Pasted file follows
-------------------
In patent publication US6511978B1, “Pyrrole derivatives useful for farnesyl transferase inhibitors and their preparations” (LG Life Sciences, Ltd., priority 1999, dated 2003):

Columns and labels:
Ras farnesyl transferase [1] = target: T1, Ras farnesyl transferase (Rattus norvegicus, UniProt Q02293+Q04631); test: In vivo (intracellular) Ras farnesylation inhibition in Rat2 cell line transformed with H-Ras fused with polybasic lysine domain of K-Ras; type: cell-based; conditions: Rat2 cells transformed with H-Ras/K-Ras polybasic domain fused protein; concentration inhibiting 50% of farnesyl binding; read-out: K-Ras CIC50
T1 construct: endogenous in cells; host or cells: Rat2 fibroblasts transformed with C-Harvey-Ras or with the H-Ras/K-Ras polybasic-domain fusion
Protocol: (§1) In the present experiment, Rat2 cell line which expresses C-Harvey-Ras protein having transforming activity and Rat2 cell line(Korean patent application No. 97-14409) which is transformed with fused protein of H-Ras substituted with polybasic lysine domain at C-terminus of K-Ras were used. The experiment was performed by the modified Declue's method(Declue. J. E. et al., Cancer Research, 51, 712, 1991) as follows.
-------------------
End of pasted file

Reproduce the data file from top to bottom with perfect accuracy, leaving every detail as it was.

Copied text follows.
In patent publication US6511978B1, “Pyrrole derivatives useful for farnesyl transferase inhibitors and their preparations” (LG Life Sciences, Ltd., priority 1999, dated 2003):

Columns and labels:
Ras farnesyl transferase [1] = target: T1, Ras farnesyl transferase (Rattus norvegicus, UniProt Q02293+Q04631); test: In vivo (intracellular) Ras farnesylation inhibition in Rat2 cell line transformed with H-Ras fused with polybasic lysine domain of K-Ras; type: cell-based; conditions: Rat2 cells transformed with H-Ras/K-Ras polybasic domain fused protein; concentration inhibiting 50% of farnesyl binding; read-out: K-Ras CIC50
T1 construct: endogenous in cells; host or cells: Rat2 fibroblasts transformed with C-Harvey-Ras or with the H-Ras/K-Ras polybasic-domain fusion
Protocol: (§1) In the present experiment, Rat2 cell line which expresses C-Harvey-Ras protein having transforming activity and Rat2 cell line(Korean patent application No. 97-14409) which is transformed with fused protein of H-Ras substituted with polybasic lysine domain at C-terminus of K-Ras were used. The experiment was performed by the modified Declue's method(Declue. J. E. et al., Cancer Research, 51, 712, 1991) as follows.